This was also back in the time when dueling was one of the ways people solved their disputes. The garden behind St. Louis Cathedral had been one of the most popular locations in the city for duels, but in the 1850s laws against dueling were being enforced so people moved their quarrel to the city outskirts. That made the bayou in what is now City Park one of the most popular spots. An article published in 1892 wrote that "Blood has been shed under the old cathedral aisles of nature. Between 1834 and 1844 scarcely a day passed without duels being fought at the Oaks. Why, it would not be strange if the very violets blossomed red of this soaked grass! The lover for his mistress, the gentleman for his honor, the courtier for his King; what loyalty has not cried out in pistol shot and scratch of steel! Sometimes two or three hundred people hurried from the city to witness these human baitings. On the occasion of one duel the spectators could stand no more, drew their swords, and there was a general melee."



In 1850, the plantation owner passed away and willed the lands to the city of New Orleans and to the city of Baltimore. After a few years the remaining land was bought by New Orleans, perhaps after a city in Maryland decided it didn't really need all that land in Louisiana? The lands here were designated as a public park, but they went undeveloped for a few decades.



Plans were made in the 1890s to develop the park, which resulted in the eventual construction of landmarks like the Peristyle in 1907 and the Museum of Art in 1911.



City Park

The tracks are for a miniature train that runs for two miles across the park. The train was first installed in 1898.


One of the most popular spots for pictures in the park is the old Langles Bridge, which was built in 1902. There were several people in school robes getting their graduation pictures here that afternoon.


City Park is famous for its live-oak trees. The massive and unique trees are synonymous with the Deep South. Their range stretches from the Virginia coast down to Florida, then west towards Texas. They grow well in salty soils and shade, but they are confined to warmer parts of the country because they can't survive in freezing temperatures. They are also almost considered "evergreen" because they don't drop their leaves in the winter. Instead they gradually replace their leaves throughout the year.

New Orleans City Park contains the largest stand of mature live-oak trees in the world, with some trees believed to be over 700-900 years old. Some of the oldest and largest trees have been named. This is the Anseman Oak, which was named after Victor Anseman. He was the first park manager and superintendent back in the 1890s. In the background of this shot, you can see the mini-train passing by.

All Aboard

The Anseman Oak is about 700 years old, and stands over 60 feet tall with a crown spread of over 118 feet.

Anseman Oak

Mosster of Disquise

This is the The Butler Memorial Fountain, which depicts a water nymph named Chloe. The bronze statue here was placed in 1929.



"I saw in Louisiana a live-oak growing"

Almost the entire park was flooded in the aftermath of Hurricane Katrina in 2005. The cost of the flooding in City Park alone was $43 million, which included damage to buildings, amusement park rides and electrical systems. Some parts of the park sat under six feet of water for several weeks, which resulted in the deaths of over 2,000 trees and the entire plant collection in the Botanical Garden.

Fortunately many of the park's famous live-oak trees survived the flooding, and the park recovered from the damage.





Here is one more shot of the Langles Bridge, taken in a brief time when it was being used for graduation or Quinceanera pictures.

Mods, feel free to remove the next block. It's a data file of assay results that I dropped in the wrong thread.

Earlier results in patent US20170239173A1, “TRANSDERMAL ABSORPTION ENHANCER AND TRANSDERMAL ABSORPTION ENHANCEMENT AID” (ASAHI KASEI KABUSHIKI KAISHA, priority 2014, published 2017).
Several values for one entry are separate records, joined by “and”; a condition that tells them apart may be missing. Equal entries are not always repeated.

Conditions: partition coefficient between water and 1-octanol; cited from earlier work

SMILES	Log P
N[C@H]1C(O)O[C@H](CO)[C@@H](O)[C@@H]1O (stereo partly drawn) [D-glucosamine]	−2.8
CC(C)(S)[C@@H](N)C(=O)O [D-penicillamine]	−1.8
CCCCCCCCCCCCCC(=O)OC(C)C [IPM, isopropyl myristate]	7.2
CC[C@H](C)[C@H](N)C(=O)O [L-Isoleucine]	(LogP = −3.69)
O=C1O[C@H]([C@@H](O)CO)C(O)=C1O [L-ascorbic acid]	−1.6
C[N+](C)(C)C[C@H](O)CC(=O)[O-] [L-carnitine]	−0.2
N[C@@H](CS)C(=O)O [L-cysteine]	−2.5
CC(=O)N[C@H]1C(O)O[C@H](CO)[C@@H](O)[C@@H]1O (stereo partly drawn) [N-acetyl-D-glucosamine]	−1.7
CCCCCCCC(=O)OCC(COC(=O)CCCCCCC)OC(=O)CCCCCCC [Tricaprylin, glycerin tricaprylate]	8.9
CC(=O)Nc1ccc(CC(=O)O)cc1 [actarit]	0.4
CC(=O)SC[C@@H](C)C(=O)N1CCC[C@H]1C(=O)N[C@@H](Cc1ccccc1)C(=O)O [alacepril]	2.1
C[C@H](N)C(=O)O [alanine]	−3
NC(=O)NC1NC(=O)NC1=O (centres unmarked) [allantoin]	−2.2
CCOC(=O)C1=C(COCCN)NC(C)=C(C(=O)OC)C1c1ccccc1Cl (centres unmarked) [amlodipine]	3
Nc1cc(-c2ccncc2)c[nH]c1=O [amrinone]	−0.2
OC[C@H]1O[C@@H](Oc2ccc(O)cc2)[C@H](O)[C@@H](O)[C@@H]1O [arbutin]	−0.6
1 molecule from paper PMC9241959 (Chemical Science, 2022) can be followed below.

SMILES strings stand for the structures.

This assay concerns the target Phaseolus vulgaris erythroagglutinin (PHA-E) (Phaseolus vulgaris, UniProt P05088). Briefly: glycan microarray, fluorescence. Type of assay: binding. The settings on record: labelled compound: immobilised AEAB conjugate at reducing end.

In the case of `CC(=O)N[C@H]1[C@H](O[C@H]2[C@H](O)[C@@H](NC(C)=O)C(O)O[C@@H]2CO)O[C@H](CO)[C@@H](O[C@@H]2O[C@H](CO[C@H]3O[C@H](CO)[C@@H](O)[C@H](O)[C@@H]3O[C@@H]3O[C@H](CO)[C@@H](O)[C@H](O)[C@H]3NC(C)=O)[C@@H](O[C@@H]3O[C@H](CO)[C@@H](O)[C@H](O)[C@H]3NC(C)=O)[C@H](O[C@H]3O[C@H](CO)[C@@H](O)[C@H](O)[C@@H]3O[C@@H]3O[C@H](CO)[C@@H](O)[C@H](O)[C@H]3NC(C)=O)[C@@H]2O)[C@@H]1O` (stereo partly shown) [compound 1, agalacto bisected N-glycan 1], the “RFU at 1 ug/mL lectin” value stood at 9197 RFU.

Langles Bridge


And one last shot from New Orleans City Park. The next day we'd pack up the kids and drive east along the coast towards Florida.


Thursday, April 13, 2023

New Orleans - Canal Street

From our hotel in the French Quarter, I made the short walk to Canal Street.

Royal Street

Along the way I passed by the Louisiana Supreme Court Building, which is a large and grand Beaux Arts-style courthouse that was built in 1910. It was built as a replacement to the Cabildo and Presbytère buildings as the seat of local justice in the city.


After the Louisiana Purchase, Canal Street became the dividing line that separated the French Creole who lived in the old Vieux Carré from the newer Americans who were moving into the city in droves. The street actually takes its name from a proposed canal that would have stretched from the Mississippi River to Lake Pontchartrain. The canal was never built, but the land that was set aside was turned into a wide street (171 feet) that now has room for six lanes of traffic and two streetcar lines.


Back in the olden days of New Orleans, there were some tensions between the old French Creoles and the new Americans. Canal Street became known as the "neutral ground," where both cultures could safely mix and mingle. In modern times, the term "neutral ground" now applies to all street medians in the city.

Neutral Ground

Canal Street quickly became the main shopping and entertainment district for the city. Canal Street was one of the first streets in the world to be completely lit by electric lights (joining places like London, New York and Paris). It's also believed that that the very first movie theater in the world (at least the "first business devoted specifically to showing films for profit") opened along Canal Street in 1896.

Canal Street

And along Canal Street you can also find the oldest continuously running street railway system in the world. The line first started operating in 1835 (back before Arkansas was even a state), and runs from Canal Street east through the Garden District, Uptown, Tulane, Audubon Park and ends in the Carrolton neighborhood. One discontinued streetcar line in New Orleans was the Desire Line. That line started out on Canal Street and then ran down Bourbon Street towards Desire Street in the Ninth Ward. There it moved over and then ran across Royal Street back to Canal Street. Although it was replaced by bus service, the line became famous thanks to the Tennessee Williams play (and later Oscar-winning movie) "A Streetcar Named Desire."

Let The Good Times Roll

Just off of Canal Street, along Baronne Street, is the old Immaculate Conception Church. The Jesuit church was built in 1930. But it is a near duplicate of an older church that was built on the same site in 1850 that suffered foundation damage.


Nearby was this old sign for the Pearl Restaurant, which served diners for over 80 years but closed in 2015.


And one last shot, of a nearby restaurant that served another famous New Orleans delicacy.